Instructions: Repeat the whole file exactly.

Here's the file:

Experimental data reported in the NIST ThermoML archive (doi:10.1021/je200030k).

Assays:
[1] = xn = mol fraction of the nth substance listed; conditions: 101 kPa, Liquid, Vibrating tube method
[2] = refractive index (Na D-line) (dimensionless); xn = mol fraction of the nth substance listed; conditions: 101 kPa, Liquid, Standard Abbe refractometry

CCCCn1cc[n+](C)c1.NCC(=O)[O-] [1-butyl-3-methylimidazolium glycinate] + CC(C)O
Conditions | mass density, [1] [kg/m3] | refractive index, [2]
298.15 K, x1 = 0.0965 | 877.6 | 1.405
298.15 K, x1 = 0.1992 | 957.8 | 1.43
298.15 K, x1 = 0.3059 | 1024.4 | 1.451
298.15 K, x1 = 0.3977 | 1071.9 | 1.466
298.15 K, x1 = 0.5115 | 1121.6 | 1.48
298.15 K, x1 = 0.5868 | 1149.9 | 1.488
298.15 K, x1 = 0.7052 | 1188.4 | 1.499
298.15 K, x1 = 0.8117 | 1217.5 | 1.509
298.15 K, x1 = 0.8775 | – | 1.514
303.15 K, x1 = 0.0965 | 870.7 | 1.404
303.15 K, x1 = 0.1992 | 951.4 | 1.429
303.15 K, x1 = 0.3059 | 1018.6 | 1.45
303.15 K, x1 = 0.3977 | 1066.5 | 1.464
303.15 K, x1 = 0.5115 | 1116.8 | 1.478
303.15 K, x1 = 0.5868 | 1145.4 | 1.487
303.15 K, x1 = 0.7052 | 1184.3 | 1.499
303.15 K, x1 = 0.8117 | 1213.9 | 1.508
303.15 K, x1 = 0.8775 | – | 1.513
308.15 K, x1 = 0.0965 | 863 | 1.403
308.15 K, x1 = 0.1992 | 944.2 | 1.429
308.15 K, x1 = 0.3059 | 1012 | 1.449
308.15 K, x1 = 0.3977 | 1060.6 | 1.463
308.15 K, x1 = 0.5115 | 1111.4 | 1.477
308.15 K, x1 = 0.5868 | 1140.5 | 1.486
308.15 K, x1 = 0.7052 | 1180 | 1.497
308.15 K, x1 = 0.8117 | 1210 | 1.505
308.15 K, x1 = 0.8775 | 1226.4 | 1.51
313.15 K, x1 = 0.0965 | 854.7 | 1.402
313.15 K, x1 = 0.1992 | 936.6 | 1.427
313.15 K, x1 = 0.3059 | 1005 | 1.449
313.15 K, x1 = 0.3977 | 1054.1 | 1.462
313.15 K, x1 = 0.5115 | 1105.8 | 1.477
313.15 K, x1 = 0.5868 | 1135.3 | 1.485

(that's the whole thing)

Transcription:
Experimental data reported in the NIST ThermoML archive (doi:10.1021/je200030k).

Assays:
[1] = xn = mol fraction of the nth substance listed; conditions: 101 kPa, Liquid, Vibrating tube method
[2] = refractive index (Na D-line) (dimensionless); xn = mol fraction of the nth substance listed; conditions: 101 kPa, Liquid, Standard Abbe refractometry

CCCCn1cc[n+](C)c1.NCC(=O)[O-] [1-butyl-3-methylimidazolium glycinate] + CC(C)O
Conditions | mass density, [1] [kg/m3] | refractive index, [2]
298.15 K, x1 = 0.0965 | 877.6 | 1.405
298.15 K, x1 = 0.1992 | 957.8 | 1.43
298.15 K, x1 = 0.3059 | 1024.4 | 1.451
298.15 K, x1 = 0.3977 | 1071.9 | 1.466
298.15 K, x1 = 0.5115 | 1121.6 | 1.48
298.15 K, x1 = 0.5868 | 1149.9 | 1.488
298.15 K, x1 = 0.7052 | 1188.4 | 1.499
298.15 K, x1 = 0.8117 | 1217.5 | 1.509
298.15 K, x1 = 0.8775 | – | 1.514
303.15 K, x1 = 0.0965 | 870.7 | 1.404
303.15 K, x1 = 0.1992 | 951.4 | 1.429
303.15 K, x1 = 0.3059 | 1018.6 | 1.45
303.15 K, x1 = 0.3977 | 1066.5 | 1.464
303.15 K, x1 = 0.5115 | 1116.8 | 1.478
303.15 K, x1 = 0.5868 | 1145.4 | 1.487
303.15 K, x1 = 0.7052 | 1184.3 | 1.499
303.15 K, x1 = 0.8117 | 1213.9 | 1.508
303.15 K, x1 = 0.8775 | – | 1.513
308.15 K, x1 = 0.0965 | 863 | 1.403
308.15 K, x1 = 0.1992 | 944.2 | 1.429
308.15 K, x1 = 0.3059 | 1012 | 1.449
308.15 K, x1 = 0.3977 | 1060.6 | 1.463
308.15 K, x1 = 0.5115 | 1111.4 | 1.477
308.15 K, x1 = 0.5868 | 1140.5 | 1.486
308.15 K, x1 = 0.7052 | 1180 | 1.497
308.15 K, x1 = 0.8117 | 1210 | 1.505
308.15 K, x1 = 0.8775 | 1226.4 | 1.51
313.15 K, x1 = 0.0965 | 854.7 | 1.402
313.15 K, x1 = 0.1992 | 936.6 | 1.427
313.15 K, x1 = 0.3059 | 1005 | 1.449
313.15 K, x1 = 0.3977 | 1054.1 | 1.462
313.15 K, x1 = 0.5115 | 1105.8 | 1.477
313.15 K, x1 = 0.5868 | 1135.3 | 1.485